I don’t think you have to settle for +/- 12%
Sure use a single meter, but use a good one!
I guess I really don’t have much of an understanding of how the magic works, but if the strips are more important than the meter in determining the blood glucose value, then it makes sense that the strips are the expensive part of the package. And probably like a lot of people, I instinctively don’t trust cheap test strips, but I really have no reason to feel this way.
Just FYI, I just did another test of my meters and got this:
Dario - 87
CVS Advanced - 117
I skipped the OneTouch because I just don’t like it and don’t use it much. Regardless, that’s a 30 point difference between meters, which seems significant. But like I stated, since I mainly use this to calibrate my Dexcom, I will stick with one meter at a time. Plus, I would prefer to err on the low side.
Contour Next one, about 22 cents a strip on Amazon, and it’s on the top of everyone’s list…
Sure out of the box with fresh strips with a few tests averaged. Use a meter for a few months get test strips at the end of thier life, test in hot or cold, or eseciallly test high or low, results like diabetes varies. The number, is at best an estimate. A good estimate, but an estimate.
I use the contour (top rated in the Diatribe sample), but I have no illusion my 2 year old meter is 99% accurate. It is +/- 15% just like the company tells us to expect.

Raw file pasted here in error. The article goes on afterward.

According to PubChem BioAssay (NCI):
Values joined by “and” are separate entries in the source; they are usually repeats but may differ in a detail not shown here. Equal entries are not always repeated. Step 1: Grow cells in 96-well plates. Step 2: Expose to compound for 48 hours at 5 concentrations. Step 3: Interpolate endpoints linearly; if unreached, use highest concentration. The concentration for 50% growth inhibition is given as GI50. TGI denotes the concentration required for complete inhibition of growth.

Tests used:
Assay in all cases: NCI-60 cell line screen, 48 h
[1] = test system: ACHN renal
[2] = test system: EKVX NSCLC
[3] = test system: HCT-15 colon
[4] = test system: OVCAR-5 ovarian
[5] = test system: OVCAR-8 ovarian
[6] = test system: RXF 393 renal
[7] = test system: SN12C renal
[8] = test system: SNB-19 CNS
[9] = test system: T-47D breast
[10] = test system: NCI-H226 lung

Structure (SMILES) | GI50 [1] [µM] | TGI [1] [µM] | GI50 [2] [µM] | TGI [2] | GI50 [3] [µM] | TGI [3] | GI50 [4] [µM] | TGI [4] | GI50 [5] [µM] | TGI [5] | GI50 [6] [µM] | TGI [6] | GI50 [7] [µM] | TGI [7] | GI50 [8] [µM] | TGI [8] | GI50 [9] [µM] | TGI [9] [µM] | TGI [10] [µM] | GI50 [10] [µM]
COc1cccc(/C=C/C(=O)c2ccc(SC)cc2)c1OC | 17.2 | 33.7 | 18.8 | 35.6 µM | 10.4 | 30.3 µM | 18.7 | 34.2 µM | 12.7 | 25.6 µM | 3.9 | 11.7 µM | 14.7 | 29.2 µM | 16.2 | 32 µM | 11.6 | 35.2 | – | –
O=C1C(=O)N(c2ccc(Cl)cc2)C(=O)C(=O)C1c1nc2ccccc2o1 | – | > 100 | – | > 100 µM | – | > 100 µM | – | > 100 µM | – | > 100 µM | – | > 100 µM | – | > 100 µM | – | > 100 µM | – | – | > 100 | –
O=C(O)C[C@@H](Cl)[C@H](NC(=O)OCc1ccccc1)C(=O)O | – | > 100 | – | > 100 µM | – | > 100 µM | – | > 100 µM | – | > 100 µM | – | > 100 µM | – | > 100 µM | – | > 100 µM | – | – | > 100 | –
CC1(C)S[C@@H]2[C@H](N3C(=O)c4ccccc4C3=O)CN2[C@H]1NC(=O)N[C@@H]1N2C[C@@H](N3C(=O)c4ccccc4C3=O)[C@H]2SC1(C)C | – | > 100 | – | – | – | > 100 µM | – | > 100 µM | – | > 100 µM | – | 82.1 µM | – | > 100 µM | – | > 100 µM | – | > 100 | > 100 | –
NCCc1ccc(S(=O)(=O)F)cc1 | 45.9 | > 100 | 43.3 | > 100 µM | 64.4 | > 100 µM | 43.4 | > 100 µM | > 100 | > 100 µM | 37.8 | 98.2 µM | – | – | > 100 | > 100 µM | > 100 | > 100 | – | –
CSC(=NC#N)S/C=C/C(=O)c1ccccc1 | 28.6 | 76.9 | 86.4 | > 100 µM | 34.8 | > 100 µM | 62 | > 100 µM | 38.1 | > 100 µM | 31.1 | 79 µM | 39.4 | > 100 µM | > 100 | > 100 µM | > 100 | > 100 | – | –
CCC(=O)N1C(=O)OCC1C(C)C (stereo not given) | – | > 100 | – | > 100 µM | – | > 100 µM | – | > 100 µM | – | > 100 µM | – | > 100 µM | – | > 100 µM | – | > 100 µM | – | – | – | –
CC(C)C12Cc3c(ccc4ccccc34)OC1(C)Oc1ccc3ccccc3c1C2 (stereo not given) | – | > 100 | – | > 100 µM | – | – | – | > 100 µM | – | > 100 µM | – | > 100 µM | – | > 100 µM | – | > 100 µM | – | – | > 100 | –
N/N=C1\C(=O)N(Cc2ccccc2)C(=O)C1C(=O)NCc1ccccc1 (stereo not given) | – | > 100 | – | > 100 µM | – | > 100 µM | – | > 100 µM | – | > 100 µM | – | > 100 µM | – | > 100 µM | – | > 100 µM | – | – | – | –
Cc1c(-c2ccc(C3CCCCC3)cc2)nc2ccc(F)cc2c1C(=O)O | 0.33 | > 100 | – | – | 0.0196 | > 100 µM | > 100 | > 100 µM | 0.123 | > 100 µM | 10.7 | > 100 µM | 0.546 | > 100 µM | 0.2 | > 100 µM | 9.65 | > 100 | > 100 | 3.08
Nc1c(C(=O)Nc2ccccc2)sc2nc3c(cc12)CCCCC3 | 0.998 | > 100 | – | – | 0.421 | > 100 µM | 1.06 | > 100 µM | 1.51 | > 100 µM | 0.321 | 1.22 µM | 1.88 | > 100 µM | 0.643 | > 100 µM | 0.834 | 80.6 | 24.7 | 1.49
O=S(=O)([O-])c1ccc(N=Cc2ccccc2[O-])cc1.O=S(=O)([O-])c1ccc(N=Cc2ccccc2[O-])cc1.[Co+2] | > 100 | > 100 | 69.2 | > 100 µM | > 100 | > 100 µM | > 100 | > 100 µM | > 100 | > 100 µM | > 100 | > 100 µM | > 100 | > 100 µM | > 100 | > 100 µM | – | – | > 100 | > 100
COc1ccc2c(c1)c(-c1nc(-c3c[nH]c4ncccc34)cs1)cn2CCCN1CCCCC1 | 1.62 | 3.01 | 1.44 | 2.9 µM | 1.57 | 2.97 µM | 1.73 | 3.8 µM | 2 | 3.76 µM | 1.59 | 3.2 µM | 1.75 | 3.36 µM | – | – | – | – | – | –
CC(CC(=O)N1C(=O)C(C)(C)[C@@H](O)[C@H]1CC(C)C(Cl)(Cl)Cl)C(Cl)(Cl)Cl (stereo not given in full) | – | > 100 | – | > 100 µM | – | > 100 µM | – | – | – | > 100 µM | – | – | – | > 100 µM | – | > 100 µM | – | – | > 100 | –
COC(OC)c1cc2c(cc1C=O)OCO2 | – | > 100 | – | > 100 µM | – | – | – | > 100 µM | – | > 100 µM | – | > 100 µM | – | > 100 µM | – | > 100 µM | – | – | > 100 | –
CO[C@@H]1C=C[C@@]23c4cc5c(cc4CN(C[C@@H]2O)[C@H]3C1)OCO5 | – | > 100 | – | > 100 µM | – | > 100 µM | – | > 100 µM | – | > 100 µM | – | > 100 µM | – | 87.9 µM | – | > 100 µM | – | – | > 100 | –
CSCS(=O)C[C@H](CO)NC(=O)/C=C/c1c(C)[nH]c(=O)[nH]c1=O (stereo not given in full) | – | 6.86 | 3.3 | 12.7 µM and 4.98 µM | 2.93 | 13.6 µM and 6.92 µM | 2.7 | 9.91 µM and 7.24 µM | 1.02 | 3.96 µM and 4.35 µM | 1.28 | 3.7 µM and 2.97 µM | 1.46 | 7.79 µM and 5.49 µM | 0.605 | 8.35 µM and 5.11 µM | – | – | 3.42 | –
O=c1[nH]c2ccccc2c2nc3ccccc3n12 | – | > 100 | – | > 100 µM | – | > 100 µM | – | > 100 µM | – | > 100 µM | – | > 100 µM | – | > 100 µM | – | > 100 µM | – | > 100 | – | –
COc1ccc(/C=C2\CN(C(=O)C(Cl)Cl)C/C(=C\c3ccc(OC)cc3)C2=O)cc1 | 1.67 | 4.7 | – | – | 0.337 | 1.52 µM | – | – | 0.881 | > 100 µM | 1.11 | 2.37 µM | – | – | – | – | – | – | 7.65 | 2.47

My experience is that contour next gives most consistent results when doing repeated test with same drop.
When my insurance covered Next strips, and others, I chose Next.
Now insurance only covers One touch, and I use verio, and find more variation when testing with same drop. Also, compared to my dexcom, One touch verio gives more unexpected results.
Recently I found I had expired contour strips, and bought some new ones on AZ. I did testing to compare, and even found the expired strips to be inline with the new ones. They expired in 2015-05.
At the same time (same drop), I tested verio. Most verio results were close, but in 1 of 10 it was 15 pts off.
So… I am going to use contour next for dexcom calibrations, and verio for other tests. If my insurance covered contour next, that would be my only choice.
According to FDA submissions for Contour Next Blood Glucose Monitoring System (BGMS) it is +/- 10% for more than 96% of tests. The FDA requires (at least) +/- 15% for 95% of tests. (Across the entire range the BGMS can measure.)
This does not mean the Contour is generally off by 10% as it is also listed as +/- 5% for almost 77% of tests.
I read this to mean that most of the time if the Contour says 120 that it is likely off by no more than 6 points.
That gets to two measures of statistics. THe first is confidence and the second is interval. Generally the greater the confidence the more the spread of the interval.
It works like this. You want to issue products with a rating that ia company can be confident in. THere are generally two confidence levels which are published. 95% and 99%,